Byleasing Holdings (HKG:8525) shares have had a really impressive month, gaining 32%, after some slippage. The bad news is that even after that recovery shareholders are still underwater by about 3.8% for the full year.
Assuming no other changes, a sharply higher share price makes a stock less attractive to potential buyers. In the long term, share prices tend to follow earnings per share, but in the short term prices bounce around in response to short term factors (which are not always obvious). So some would prefer to hold off buying when there is a lot of optimism towards a stock. One way to gauge market expectations of a stock is to look at its Price to Earnings Ratio (PE Ratio). A high P/E ratio means that investors have a high expectation about future growth, while a low P/E ratio means they have low expectations about future growth.
Does Byleasing Holdings Have A Relatively High Or Low P/E For Its Industry?
Byleasing Holdings has a P/E ratio of 6.44. You can see in the image below that the average P/E (6.3) for companies in the diversified financial industry is roughly the same as Byleasing Holdings's P/E.
That indicates that the market expects Byleasing Holdings will perform roughly in line with other companies in its industry. The company could surprise by performing better than average, in the future. Checking factors such as director buying and selling. could help you form your own view on if that will happen.
How Growth Rates Impact P/E Ratios
Generally speaking the rate of earnings growth has a profound impact on a company's P/E multiple. If earnings are growing quickly, then the 'E' in the equation will increase faster than it would otherwise. That means even if the current P/E is high, it will reduce over time if the share price stays flat. And as that P/E ratio drops, the company will look cheap, unless its share price increases.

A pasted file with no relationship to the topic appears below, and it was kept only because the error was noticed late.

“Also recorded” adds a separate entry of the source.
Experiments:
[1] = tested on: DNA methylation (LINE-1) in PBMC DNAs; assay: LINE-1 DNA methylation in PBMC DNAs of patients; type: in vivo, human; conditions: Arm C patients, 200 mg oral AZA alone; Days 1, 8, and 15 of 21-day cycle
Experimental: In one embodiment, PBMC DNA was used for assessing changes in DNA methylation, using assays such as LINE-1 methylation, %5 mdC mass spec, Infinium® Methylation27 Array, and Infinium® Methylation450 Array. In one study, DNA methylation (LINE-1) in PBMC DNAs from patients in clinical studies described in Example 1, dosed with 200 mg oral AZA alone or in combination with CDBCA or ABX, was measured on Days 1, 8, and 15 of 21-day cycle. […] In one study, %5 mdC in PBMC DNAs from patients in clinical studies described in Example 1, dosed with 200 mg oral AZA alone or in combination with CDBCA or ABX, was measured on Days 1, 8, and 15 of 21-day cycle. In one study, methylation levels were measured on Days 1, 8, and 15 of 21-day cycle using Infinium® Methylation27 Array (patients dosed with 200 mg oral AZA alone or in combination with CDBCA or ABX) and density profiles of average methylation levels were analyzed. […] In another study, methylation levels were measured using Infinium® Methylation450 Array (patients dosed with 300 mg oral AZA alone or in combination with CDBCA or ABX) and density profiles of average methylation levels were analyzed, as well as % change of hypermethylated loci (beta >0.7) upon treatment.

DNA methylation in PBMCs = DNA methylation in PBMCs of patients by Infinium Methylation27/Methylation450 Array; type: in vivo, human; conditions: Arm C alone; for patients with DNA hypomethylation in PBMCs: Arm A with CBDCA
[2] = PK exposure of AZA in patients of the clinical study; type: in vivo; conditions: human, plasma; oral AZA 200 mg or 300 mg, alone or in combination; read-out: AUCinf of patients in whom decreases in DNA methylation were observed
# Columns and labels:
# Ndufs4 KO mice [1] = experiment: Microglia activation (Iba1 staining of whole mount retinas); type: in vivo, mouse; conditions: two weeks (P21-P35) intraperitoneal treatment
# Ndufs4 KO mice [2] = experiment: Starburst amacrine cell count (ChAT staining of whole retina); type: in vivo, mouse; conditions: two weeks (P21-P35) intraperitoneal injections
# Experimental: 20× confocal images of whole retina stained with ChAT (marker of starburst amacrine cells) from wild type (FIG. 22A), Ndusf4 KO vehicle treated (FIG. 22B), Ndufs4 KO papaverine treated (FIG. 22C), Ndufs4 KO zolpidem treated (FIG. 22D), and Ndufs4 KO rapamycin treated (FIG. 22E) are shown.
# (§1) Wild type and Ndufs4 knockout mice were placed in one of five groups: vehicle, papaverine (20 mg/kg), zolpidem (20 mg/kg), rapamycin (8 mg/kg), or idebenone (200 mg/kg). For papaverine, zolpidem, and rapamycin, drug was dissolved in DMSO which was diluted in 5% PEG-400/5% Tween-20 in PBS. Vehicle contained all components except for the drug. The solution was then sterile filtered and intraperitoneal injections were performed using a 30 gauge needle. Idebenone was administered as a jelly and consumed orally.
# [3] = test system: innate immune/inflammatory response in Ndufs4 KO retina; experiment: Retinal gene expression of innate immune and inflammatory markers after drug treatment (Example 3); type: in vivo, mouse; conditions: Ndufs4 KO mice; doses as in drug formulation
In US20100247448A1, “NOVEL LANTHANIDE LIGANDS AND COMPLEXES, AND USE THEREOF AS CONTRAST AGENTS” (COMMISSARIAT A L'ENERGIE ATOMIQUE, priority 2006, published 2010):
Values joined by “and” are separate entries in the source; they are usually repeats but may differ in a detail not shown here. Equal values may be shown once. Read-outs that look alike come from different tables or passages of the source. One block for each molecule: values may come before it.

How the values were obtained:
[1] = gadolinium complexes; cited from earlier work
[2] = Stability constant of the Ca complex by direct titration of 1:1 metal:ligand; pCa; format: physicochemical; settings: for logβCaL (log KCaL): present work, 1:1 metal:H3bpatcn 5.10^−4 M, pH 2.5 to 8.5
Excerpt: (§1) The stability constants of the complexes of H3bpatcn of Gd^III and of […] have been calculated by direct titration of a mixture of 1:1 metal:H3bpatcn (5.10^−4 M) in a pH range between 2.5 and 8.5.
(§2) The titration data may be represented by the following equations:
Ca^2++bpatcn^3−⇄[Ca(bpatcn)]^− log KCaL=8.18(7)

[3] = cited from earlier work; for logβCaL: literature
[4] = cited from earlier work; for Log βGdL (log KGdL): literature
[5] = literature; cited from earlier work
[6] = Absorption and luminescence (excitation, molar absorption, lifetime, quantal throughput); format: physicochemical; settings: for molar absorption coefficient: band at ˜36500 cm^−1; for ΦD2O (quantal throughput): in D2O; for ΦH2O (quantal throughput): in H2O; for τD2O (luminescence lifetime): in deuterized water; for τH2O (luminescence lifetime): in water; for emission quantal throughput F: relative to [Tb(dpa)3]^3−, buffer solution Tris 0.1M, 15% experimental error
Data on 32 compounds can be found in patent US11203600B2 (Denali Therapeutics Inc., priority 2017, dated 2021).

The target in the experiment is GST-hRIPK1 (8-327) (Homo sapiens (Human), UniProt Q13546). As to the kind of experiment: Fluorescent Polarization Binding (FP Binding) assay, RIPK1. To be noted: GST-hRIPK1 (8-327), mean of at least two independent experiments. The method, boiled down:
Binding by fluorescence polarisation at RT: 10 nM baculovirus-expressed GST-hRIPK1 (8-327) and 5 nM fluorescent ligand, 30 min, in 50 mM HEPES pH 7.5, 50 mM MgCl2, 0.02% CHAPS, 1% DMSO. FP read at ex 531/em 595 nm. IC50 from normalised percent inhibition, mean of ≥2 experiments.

Byleasing Holdings shrunk earnings per share by 29% over the last year.
Don't Forget: The P/E Does Not Account For Debt or Bank Deposits
The 'Price' in P/E reflects the market capitalization of the company. So it won't reflect the advantage of cash, or disadvantage of debt. The exact same company would hypothetically deserve a higher P/E ratio if it had a strong balance sheet, than if it had a weak one with lots of debt, because a cashed up company can spend on growth.
Spending on growth might be good or bad a few years later, but the point is that the P/E ratio does not account for the option (or lack thereof).
How Does Byleasing Holdings's Debt Impact Its P/E Ratio?
With net cash of CN¥13m, Byleasing Holdings has a very strong balance sheet, which may be important for its business. Having said that, at 10% of its market capitalization the cash hoard would contribute towards a higher P/E ratio.
The Verdict On Byleasing Holdings's P/E Ratio
Byleasing Holdings's P/E is 6.4 which is below average (9.4) in the HK market. The recent drop in earnings per share would make investors cautious, but the net cash position means the company has time to improve: if so, the low P/E could be an opportunity. What we know for sure is that investors are becoming less uncomfortable about Byleasing Holdings's prospects, since they have pushed its P/E ratio from 4.9 to 6.4 over the last month. For those who like to invest in turnarounds, that might mean it's time to put the stock on a watchlist, or research it. But others might consider the opportunity to have passed.
When the market is wrong about a stock, it gives savvy investors an opportunity. As value investor Benjamin Graham famously said, 'In the short run, the market is a voting machine but in the long run, it is a weighing machine. Although we don't have analyst forecasts you could get a better understanding of its growth by checking out this more detailed historical graph of earnings, revenue and cash flow.
Of course, you might find a fantastic investment by looking at a few good candidates. So take a peek at this free list of companies with modest (or no) debt, trading on a P/E below 20.
If you spot an error that warrants correction, please contact the editor at firstname.lastname@example.org. This article by Simply Wall St is general in nature. It does not constitute a recommendation to buy or sell any stock, and does not take account of your objectives, or your financial situation. Simply Wall St has no position in the stocks mentioned.
We aim to bring you long-term focused research analysis driven by fundamental data. Note that our analysis may not factor in the latest price-sensitive company announcements or qualitative material. Thank you for reading.
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